There are two different modes of contemporary thought: a scientific language (the earth revolves around the sun) which is rigorous and admits no contradiction, and a free, subjective language where everything: philosophy, politics, the economy, morality is open to question. Everything is “probable” but uncertain, and therefore open to discussion. Belief itself has become an opinion among others. This situation is unsatisfactory for a Church which “bears witness to a word spoken by Another”, a certain Jesus who said “I am the Way the Truth and the Life”. The Church forbids its members to define their own beliefs according to a democratic debate which is open-ended.

The second speaker, Fr Daniel Cadrin argued for a return to a greater balance between the three “voices of the Church” defined by Cardinal Newman: that of government (tradition), that of theology (reason) and that of pastoral experience (the laity). “We are witnessing a verbal inflation of the first voice, that of the Curia, which has assumed an usurped authority”, said Cadrin. “The second voice, that of the theologians, is too often stifled, whereas they should be allowed freedom of research and doctrinal pluralism. As for the third voice, that of the laity, they have no recognised forum in which to express their opinion. The promises of Vatican II have not been fulfilled.”

Travelling throughout the world as assistant to the Master of the Dominicans, Fr Cadrin has witnessed the Church at work in a number of new ways, from grass-roots communities and experimental groups to pastoral councils and feminine ministries. “The Church has passed from a situation where male clerics dominated to one where many basic structures are run by laymen and women”, he pointed out, describing a Canadian parish which is administered by a woman who preaches and baptises.

He ended his talk by defining different models at present operating in the Church. There were the traditional visible communities, governed by hierarchies which had a monopoly of power, and the bureaucratic system, based on effectiveness, profitability and head-counting; there were also sectarian-type communities created spontaneously around charismatic leaders, often in conflict with society; liberal, humanist Christian networks at the service of society; and groups which interacted with society and were constantly changing. “We should be in no hurry to imprison these tentative experiments in canon law”, concluded Fr Cadrin, “but allow them to develop freely to help the Catholic Church evolve into a more democratic institution.”

Bishop Gaillot, who had confirmed some weeks before that he would be taking part, decided to accompany the Greenpeace expedition to the South Pacific, on board Rainbow Warrior II, in protest against President Jacques Chirac’s decision to resume nuclear testing in Mururoa. Halfway through the session, he faxed a message from Roissy airport, north of Paris: “Have arrived back in France, will be with you tomorrow”. The 100 participants (twice the usual number) many of whom had come to the symposium especially to hear the deposed bishop, were overjoyed, only to have their hopes dashed once more the following morning by a second laconic message: “I regret that I will be unable to come: I have to appear on television.”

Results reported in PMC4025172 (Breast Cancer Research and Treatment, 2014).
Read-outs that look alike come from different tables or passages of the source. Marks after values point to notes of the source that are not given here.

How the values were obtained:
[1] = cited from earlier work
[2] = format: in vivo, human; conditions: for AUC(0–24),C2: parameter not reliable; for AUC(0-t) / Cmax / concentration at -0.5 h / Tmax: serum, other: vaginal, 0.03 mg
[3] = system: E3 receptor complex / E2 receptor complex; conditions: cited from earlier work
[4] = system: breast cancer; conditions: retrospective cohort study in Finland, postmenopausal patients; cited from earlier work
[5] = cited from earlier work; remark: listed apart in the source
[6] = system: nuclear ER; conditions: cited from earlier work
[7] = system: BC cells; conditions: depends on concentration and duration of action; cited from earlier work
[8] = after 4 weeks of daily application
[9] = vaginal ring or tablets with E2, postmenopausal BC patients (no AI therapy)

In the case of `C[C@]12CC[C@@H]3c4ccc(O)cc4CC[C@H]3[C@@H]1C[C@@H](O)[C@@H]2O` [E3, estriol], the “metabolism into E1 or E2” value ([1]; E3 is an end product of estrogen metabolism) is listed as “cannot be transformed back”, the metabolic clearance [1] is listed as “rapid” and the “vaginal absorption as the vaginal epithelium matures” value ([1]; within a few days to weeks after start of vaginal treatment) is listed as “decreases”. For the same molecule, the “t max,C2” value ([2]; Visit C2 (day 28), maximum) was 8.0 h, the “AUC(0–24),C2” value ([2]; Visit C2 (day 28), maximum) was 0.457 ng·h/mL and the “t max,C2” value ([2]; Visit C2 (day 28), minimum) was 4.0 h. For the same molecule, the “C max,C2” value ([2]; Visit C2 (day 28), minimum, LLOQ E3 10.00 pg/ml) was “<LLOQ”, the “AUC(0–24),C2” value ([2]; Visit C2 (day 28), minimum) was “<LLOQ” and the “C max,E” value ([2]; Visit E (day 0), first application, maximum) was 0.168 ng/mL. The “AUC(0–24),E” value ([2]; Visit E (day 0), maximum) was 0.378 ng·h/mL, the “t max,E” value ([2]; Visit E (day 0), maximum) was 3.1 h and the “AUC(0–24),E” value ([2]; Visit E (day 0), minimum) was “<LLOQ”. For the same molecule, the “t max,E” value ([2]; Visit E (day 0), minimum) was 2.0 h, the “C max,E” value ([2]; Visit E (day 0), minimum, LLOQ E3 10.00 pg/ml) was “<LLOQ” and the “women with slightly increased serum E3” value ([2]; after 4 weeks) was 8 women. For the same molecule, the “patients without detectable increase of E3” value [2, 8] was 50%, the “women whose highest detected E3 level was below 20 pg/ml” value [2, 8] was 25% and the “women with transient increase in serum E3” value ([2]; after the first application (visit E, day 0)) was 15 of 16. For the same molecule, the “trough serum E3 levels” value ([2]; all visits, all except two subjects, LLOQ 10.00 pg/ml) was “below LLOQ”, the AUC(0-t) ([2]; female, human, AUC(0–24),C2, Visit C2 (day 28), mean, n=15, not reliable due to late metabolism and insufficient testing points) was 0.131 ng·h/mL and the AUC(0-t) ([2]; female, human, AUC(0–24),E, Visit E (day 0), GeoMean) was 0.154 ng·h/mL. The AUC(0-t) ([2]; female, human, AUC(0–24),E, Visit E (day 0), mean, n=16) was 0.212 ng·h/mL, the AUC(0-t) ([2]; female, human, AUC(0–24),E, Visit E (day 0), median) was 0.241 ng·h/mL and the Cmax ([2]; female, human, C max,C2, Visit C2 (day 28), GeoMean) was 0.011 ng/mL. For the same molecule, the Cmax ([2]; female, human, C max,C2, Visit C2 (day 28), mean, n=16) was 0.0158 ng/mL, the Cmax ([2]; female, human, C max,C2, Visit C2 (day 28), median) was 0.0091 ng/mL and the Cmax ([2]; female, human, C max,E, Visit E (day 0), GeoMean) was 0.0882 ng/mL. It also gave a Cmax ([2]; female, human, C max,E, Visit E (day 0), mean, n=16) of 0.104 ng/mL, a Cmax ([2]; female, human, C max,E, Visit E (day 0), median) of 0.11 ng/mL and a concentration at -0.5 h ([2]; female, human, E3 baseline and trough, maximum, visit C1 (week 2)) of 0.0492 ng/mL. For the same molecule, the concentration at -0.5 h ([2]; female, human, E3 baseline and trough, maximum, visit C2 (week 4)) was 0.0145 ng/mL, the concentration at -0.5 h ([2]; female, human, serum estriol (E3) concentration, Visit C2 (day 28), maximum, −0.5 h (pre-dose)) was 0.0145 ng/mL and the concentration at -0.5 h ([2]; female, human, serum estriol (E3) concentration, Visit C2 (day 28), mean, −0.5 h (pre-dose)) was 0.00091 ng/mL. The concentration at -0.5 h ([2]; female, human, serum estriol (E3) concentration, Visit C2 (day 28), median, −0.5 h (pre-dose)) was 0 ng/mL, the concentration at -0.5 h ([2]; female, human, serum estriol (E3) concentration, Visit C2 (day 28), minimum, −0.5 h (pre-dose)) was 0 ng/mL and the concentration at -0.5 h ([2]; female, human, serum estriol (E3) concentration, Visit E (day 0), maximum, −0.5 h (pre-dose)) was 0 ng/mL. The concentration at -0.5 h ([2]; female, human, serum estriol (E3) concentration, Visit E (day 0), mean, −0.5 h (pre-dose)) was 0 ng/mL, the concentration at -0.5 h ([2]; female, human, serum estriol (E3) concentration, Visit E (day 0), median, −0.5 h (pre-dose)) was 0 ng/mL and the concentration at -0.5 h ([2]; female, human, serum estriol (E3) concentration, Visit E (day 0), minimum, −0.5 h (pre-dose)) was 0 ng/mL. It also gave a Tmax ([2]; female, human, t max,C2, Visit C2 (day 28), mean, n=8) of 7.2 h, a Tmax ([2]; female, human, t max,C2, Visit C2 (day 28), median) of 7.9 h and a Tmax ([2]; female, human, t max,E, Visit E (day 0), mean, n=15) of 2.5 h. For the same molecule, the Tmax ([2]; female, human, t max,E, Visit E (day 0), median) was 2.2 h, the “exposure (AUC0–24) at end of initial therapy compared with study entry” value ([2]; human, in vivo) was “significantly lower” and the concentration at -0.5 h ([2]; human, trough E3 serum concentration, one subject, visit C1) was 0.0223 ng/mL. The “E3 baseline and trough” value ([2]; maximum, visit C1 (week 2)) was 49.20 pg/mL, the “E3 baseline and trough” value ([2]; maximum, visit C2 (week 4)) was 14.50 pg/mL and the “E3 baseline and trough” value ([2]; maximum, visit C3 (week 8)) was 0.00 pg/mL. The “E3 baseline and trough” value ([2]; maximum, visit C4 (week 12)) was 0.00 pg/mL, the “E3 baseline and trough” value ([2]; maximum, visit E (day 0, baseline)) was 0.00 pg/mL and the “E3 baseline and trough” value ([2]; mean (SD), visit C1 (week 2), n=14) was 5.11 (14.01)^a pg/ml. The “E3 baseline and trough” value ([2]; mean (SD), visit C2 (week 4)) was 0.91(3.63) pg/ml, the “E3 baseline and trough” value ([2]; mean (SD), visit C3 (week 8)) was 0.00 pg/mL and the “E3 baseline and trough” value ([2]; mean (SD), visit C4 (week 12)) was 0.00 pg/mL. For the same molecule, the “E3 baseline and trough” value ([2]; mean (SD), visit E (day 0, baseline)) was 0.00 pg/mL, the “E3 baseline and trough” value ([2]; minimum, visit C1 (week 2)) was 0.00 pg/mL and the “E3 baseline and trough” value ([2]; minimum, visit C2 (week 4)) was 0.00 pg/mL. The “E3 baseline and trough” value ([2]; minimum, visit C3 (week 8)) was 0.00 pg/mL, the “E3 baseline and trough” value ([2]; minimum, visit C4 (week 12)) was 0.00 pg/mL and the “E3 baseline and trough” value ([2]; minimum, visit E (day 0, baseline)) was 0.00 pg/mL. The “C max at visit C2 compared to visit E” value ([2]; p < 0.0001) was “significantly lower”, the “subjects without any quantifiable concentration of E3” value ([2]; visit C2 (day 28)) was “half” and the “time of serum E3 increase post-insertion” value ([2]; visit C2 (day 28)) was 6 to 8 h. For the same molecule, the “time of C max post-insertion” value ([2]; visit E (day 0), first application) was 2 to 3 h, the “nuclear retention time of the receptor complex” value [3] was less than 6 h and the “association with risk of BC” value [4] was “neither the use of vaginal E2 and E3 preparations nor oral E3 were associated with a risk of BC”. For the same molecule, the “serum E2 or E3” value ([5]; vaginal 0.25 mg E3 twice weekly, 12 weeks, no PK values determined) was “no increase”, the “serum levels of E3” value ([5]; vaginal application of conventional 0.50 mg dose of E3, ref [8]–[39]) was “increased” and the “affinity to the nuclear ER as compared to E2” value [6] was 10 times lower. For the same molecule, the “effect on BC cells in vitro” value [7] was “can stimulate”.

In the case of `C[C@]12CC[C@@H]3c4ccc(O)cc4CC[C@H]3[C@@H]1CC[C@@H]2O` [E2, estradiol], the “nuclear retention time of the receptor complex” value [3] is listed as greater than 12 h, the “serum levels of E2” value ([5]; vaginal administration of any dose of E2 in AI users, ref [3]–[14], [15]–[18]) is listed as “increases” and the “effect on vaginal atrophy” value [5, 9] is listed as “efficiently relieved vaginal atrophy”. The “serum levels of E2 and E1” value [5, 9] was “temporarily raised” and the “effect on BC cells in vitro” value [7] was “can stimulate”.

In the absence of Bishop Gaillot I was asked to step in, on the last day, to speak of my 20 years’ experience of free speech in the Church as religious correspondent of Le Monde. After suggesting that Gaillot’s “defection”, through his fascination for the media, was germane to my theme - a remark which brought both howls of protest and wild cheers - I explained how I had fought a continuous - and losing - battle with the hierarchy to make the official Church see the need for religious information to be treated like any other subject in the national “secular” press. The bishops still regard the media as an occasion for propaganda, for “preaching the message”, and see the independent journalist as a threat, at best a well-intentioned meddler, at worst a dangerous enemy. I summed up my professional experience in my own “Ten commandments of the religious journalist”.

1. Independence. Religious journalists in the secular media do not speak for the ecclesiastical institution; still less are they “apostles of truth”. The Church has its own publications for that. They are not even neutral intermediaries between the religions and their public. They are independent, professional journalists with minds of their own.

2. Competence. They are judged not by their militancy, or missionary zeal, but by their ability in their chosen field, just as political or scientific correspondents are in theirs. According to some churchmen, a religious journalist needs to be a member of the Church in order to understand it from within. But this is to imply that one must be a Communist to write about the Communist Party, or a Moonie to write about the Moon sect. At the other extreme, some church leaders prefer “theologically illiterate” journalists who will simply relay their message without intervening. What annoys the hierarchy most is an informed, articulate journalist (often an ex-seminarian or priest) who knows the subject. One needs to be competent in order to translate ecclesiastical jargon and the abstruse language of many Roman texts into words understood by the average reader.